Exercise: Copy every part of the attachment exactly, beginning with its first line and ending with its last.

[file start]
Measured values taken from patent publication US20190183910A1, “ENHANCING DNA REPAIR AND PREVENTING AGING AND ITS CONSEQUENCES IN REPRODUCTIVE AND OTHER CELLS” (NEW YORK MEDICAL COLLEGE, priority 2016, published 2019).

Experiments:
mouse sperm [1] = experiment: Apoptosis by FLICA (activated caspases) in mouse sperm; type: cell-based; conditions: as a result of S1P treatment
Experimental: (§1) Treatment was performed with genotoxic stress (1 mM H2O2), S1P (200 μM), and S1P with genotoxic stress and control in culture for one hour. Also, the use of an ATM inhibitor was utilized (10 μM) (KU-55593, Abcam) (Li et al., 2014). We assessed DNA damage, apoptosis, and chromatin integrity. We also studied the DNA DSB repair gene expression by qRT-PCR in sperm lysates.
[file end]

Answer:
Measured values taken from patent publication US20190183910A1, “ENHANCING DNA REPAIR AND PREVENTING AGING AND ITS CONSEQUENCES IN REPRODUCTIVE AND OTHER CELLS” (NEW YORK MEDICAL COLLEGE, priority 2016, published 2019).

Experiments:
mouse sperm [1] = experiment: Apoptosis by FLICA (activated caspases) in mouse sperm; type: cell-based; conditions: as a result of S1P treatment
Experimental: (§1) Treatment was performed with genotoxic stress (1 mM H2O2), S1P (200 μM), and S1P with genotoxic stress and control in culture for one hour. Also, the use of an ATM inhibitor was utilized (10 μM) (KU-55593, Abcam) (Li et al., 2014). We assessed DNA damage, apoptosis, and chromatin integrity. We also studied the DNA DSB repair gene expression by qRT-PCR in sperm lysates.